Statistics regarding the mental health of students at King’s College London have been released – with the results showing that almost 3,000 students accessed counselling in the last academic year. While this is of grave concern, these results do give the impression that the stigma around mental health is disappearing – which is at least one positive. The budget for mental health services has also risen considerably in light of the marked increase in demand for counselling. Read on for further information and statistics.
The University released the information used in this article through a Freedom of Information request. In the 2016-17 academic year, 2,880 students sought counselling. With around 29,000 students at the University, this equates to around 10% of students at the University having sought counselling – a worrying amount. This amount just rose from the 2,876 figure seen in the 2015-16 academic year. The number has been rising steadily over the last few years, though a new reporting method has contributed to the limited statistics being available.
As mentioned earlier, the budget for mental health services at the University has risen significantly. In the 2012-13 academic year, it was set at £800,000. This has risen to £1,270,000 for the 2017-18 academic year – a marked increase. As for waiting times, improvement appears to be needed. In the 2016-17 academic year, the average waiting time was between six and eight weeks, up from four to six from 2015-16. When suffering from a mental health issue, an almost two month wait can be distressing and damaging.
The huge rise in demand seen here at King’s College London isn’t purely limited to the institution – with other Universities reporting similar statistics. These are difficult times to be a student – with uncertainty over the future, higher tuition fees than ever before and with the job market being at an unprecedented level of competitiveness. There is a pressure like never before on students to succeed – which can lead to these mental health problems developing or aggravating. These revelations give credence to the idea that a mental health crisis is developing.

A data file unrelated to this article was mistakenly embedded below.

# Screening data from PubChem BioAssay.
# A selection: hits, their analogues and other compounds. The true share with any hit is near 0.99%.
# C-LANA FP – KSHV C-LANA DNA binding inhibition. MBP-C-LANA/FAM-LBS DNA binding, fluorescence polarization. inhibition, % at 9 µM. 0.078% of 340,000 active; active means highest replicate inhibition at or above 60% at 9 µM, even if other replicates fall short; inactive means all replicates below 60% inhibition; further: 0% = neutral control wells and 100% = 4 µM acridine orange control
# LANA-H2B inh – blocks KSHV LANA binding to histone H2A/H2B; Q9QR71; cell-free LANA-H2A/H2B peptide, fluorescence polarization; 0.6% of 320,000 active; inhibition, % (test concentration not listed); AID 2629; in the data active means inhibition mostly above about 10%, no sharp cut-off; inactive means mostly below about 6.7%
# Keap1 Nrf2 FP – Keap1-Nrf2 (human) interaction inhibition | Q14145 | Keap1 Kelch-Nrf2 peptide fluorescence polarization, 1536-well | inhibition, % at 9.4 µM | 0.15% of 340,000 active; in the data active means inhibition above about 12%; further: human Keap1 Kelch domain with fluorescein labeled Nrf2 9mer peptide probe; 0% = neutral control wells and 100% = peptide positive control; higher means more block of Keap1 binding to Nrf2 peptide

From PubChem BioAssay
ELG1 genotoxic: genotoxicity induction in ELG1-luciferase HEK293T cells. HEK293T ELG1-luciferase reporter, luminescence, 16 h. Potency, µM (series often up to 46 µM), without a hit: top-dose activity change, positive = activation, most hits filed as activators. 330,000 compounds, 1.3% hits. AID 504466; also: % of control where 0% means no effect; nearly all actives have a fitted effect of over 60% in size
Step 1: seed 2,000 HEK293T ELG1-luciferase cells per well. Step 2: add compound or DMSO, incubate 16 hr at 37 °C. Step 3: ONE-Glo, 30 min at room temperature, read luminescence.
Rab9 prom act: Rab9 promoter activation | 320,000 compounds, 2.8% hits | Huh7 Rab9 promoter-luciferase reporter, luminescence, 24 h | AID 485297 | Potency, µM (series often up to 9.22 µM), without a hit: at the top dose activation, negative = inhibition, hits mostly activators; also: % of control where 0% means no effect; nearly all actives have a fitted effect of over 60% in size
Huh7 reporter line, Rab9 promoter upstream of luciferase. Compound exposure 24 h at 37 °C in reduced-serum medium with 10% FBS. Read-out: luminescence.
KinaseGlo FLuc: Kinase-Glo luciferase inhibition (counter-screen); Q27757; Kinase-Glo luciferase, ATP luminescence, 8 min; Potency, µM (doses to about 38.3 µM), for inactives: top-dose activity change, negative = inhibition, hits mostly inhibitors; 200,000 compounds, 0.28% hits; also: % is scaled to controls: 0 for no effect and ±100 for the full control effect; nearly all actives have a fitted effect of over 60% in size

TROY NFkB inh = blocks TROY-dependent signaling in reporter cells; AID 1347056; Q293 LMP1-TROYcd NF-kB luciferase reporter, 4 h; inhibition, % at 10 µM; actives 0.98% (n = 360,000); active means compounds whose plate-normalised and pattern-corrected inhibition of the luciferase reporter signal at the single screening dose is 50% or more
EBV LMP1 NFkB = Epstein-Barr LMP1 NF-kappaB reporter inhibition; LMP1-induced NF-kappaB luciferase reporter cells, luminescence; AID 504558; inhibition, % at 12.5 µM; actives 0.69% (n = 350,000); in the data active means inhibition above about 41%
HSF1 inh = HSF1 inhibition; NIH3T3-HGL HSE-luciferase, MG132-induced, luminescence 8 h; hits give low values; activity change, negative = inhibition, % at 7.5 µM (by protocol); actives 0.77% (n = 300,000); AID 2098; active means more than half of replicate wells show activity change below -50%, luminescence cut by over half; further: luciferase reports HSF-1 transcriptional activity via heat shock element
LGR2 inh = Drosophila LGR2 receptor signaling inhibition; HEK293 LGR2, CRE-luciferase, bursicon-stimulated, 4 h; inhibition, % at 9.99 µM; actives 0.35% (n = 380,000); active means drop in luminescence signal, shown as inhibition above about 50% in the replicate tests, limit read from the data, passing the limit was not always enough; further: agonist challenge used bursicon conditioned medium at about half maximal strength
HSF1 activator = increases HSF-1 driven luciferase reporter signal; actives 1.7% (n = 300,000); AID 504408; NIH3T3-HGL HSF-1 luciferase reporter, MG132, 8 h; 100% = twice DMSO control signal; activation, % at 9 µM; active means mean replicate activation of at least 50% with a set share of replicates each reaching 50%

These revelations can however be seen in a positive light – such as that it appears the stigma around mental health is disappearing – leading to more people to request help. The only concern is that many students suffer in silence. Not every student suffering from ill health uses counselling services – which should be remembered when considering these statistics. Those in need are encouraged to actively seek help, there is certainly help out there for those who need help.
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These are certainly tough times to be a student. However it is encouraging to see that more people are coming forward with their mental health concerns – and that the stigma finally appears to be going away. While Universities all around the United Kingdom need to improve their current provisions for mental health, it appears that some positive steps have been taken in recent months in the battle against mental health problems. Hopefully this trend will continue. Remember you can contact the Samaritans on 116 123 – should you ever need.